It is one thing to have water in fountains and ponds. It is an entirely different thing to have to walk through standing water to get to class when it rains.
A couple weeks ago, I woke up, looked outside and opted for skinny jeans and rainboots, only to walk outside, step in a puddle and feel water slosh into my boots. I looked down and saw a huge hole on the side. At first, I was mad at the boots; then I was mad at the lack of drainage systems on campus sidewalks.
At a university in Indiana, a state that averages more than 40 inches of precipitation a year, I would think a system would be in place to drain the sidewalks. However, at Butler University, our sidewalks not only collect puddles but also retain enough water to fill Star Fountain.
Butler needs to invest in some type of drainage system for campus sidewalks—or at least the ones traveled most.
In the article this week titled “Flooding poses problem for campus officials,” Gerald Carlson, interim vice president for operations, told The Collegian bulminite, the slippery-when-wet blue rocks on the sidewalks, could be creating the problem.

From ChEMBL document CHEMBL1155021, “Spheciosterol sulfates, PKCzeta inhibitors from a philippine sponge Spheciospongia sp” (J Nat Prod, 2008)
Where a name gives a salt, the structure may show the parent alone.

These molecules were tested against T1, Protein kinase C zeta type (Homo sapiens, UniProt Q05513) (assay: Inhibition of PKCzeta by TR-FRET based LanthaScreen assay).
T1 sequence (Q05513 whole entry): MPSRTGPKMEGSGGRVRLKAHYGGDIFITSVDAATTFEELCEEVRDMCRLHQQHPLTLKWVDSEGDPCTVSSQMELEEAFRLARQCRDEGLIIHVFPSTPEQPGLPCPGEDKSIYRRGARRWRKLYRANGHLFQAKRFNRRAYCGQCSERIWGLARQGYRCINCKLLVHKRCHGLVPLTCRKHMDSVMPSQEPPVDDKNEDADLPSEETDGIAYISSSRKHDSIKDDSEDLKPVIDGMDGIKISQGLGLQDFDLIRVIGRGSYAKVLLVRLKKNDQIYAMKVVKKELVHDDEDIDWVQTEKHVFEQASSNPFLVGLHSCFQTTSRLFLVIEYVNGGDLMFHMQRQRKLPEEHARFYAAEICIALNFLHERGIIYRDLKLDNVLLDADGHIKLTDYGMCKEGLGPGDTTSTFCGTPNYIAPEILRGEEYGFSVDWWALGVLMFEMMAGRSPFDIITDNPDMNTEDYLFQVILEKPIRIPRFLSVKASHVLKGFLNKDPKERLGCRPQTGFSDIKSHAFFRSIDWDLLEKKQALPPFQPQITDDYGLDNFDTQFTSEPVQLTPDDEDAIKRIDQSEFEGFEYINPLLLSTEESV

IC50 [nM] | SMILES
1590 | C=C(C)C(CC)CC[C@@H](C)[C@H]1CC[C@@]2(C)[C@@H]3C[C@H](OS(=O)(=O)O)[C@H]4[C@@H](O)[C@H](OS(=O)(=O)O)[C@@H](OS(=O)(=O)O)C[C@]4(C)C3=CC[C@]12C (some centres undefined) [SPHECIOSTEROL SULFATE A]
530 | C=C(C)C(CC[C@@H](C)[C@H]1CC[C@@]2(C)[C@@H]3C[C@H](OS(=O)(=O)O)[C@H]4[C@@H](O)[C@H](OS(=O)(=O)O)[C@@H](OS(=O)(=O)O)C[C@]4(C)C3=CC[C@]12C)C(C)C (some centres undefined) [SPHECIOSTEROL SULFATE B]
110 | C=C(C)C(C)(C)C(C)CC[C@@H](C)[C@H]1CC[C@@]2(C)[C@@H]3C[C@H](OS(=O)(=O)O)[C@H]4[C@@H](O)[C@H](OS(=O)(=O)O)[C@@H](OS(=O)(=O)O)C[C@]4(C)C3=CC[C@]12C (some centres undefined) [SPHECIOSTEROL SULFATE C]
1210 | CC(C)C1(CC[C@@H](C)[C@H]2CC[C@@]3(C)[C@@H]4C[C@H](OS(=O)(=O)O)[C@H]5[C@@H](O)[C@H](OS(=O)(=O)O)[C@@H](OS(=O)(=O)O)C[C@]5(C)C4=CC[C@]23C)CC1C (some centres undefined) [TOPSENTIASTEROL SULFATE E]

“That helps to retain the water and not let it go somewhere,” Carlson said.
If the bulminite is the problem, why not remove it? It does add beauty to our sidewalks, and as Carlson said, “it’s kind of unique to Butler,” but it is also a safety hazard. Not only do the rocks become a skating rink when wet, but they are also part of the reason the sidewalks retain so much water.
Renovations are expensive, and a campus-wide restructuring of all the sidewalks and drainage systems is sure to cost the university quite a sum. I would like Butler to consider spending less money on paw print-painted crosswalks and more money on fixing problems that affect the entire student body’s safety.
It’s unfortunate that students have to complete an obstacle course to avoid drenching themselves and others. It seems like a fixable problem that the Butler administration needs to look into further.
Our campus is beautiful, but it doesn’t need to forgo students’ safety to attain it.